But the current US position regarding Brazil is different. While the US may have taken only one issue to the WTO, its official policy is to pressurize developing countries outside of Africa to grant stronger patent protections than required in terms of their TRIPS obligations. Through bilateral pressures, it has continued to pressurize Brazil into dropping its compulsory licensing provisions designed to increase access to essential treatments. As the Consumer Project on Technology reports, such pressure was placed on the Brazilian government last year during a visit by then Commerce Secretary Daley, travelling with executives from drug companies Merck and Pfizer. If anything, the application of this policy is expected to increase under the Bush administration.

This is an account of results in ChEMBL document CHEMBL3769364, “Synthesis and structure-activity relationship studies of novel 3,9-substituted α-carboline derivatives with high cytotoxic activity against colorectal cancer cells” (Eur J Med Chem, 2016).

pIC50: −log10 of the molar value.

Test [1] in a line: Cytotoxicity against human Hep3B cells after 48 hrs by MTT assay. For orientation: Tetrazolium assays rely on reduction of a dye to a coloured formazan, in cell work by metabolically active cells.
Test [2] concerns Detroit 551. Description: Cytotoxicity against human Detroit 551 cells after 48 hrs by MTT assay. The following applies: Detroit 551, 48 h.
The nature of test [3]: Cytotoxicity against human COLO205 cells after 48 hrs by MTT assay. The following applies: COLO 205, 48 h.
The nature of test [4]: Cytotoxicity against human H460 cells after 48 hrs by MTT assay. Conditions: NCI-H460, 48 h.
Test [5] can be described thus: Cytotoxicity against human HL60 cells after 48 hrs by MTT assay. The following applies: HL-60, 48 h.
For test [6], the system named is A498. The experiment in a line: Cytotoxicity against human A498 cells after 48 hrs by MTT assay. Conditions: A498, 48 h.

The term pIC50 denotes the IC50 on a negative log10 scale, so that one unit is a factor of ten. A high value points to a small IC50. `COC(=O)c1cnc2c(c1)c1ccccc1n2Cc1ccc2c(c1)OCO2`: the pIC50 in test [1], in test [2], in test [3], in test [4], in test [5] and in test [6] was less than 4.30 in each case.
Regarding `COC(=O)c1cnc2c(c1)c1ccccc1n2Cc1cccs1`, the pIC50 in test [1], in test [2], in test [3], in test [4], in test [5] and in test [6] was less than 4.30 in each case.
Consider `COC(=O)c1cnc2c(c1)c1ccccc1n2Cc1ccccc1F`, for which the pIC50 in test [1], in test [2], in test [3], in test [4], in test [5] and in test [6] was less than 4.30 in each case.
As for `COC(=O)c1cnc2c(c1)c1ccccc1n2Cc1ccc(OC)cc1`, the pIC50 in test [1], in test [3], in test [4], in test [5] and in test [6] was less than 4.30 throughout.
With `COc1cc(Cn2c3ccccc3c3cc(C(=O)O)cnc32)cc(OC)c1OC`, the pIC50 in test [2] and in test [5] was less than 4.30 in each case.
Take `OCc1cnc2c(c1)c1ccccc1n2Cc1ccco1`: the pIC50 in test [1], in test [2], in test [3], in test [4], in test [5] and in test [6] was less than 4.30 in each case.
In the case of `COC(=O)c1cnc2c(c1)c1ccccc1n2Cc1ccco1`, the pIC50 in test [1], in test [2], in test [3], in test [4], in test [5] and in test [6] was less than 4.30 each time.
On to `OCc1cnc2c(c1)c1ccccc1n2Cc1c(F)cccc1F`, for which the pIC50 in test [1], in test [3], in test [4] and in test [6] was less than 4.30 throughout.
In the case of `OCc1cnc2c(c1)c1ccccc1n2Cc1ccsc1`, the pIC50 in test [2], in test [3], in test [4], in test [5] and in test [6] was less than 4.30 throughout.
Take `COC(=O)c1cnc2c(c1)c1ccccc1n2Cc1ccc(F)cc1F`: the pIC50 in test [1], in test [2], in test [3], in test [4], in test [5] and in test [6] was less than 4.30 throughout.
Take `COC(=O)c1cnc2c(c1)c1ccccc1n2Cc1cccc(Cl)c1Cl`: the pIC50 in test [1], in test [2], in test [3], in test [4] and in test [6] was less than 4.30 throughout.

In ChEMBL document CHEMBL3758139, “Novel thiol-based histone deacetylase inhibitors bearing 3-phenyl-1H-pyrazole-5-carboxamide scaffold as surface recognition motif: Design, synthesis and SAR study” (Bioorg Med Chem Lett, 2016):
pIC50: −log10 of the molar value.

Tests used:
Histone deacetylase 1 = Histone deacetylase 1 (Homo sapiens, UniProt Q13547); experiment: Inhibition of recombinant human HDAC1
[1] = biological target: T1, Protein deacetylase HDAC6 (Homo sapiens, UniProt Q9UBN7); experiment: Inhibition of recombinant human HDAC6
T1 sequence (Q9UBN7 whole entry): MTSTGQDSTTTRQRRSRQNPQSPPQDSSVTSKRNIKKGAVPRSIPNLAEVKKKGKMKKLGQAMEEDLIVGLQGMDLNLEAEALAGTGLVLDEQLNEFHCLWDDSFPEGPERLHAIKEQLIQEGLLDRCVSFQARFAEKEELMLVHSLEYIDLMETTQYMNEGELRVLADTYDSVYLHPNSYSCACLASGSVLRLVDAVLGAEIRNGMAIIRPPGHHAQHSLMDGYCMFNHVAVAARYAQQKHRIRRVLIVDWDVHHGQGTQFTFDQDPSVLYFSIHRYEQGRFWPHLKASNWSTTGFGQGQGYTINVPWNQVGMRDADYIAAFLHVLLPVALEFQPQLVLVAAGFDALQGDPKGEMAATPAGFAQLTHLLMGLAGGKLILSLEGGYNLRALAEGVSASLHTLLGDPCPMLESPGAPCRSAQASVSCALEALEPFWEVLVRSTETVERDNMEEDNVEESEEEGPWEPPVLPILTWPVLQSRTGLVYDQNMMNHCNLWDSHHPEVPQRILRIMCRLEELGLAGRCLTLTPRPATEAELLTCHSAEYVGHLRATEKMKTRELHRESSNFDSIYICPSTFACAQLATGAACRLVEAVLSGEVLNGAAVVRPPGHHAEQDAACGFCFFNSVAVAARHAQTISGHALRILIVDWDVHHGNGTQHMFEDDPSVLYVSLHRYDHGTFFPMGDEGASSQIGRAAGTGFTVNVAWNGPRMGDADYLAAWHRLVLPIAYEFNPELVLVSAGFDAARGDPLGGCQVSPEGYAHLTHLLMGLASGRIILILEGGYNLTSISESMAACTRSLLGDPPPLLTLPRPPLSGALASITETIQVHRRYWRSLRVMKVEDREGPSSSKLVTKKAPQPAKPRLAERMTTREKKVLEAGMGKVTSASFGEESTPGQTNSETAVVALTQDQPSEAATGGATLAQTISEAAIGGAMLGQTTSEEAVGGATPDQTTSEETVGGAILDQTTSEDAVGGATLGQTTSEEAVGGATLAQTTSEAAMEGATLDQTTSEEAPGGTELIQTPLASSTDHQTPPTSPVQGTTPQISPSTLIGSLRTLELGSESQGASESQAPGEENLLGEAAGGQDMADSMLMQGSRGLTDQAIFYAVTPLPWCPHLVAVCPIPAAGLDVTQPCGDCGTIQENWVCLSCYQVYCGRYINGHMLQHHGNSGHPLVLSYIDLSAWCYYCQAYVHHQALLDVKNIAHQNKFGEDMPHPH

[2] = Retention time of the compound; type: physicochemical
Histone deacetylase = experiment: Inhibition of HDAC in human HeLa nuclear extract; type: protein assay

It would be wrong to see the US-Brazil trade dispute as a narrow technical challenge to a non-health-related concern. Such an approach is not only inaccurate, but also misleading and dangerous. The US action is aptly described by the Brazilian trade representative at the WTO:
"[T]he TRIPS Agreement reflects a delicate balance that took developing countries to the limits of acceptability. This delicate balance was reflected, in the case of Brazil, in internal legislation which is fully consistent with the letter and the spirit of the Agreement. The United States is now seeking an interpretation of TRIPs that threatens to upset such balance."
The action should be seen for what it is: the continuation of a long history of bullying weaker nations in pursuit of narrowly defined US commercial interests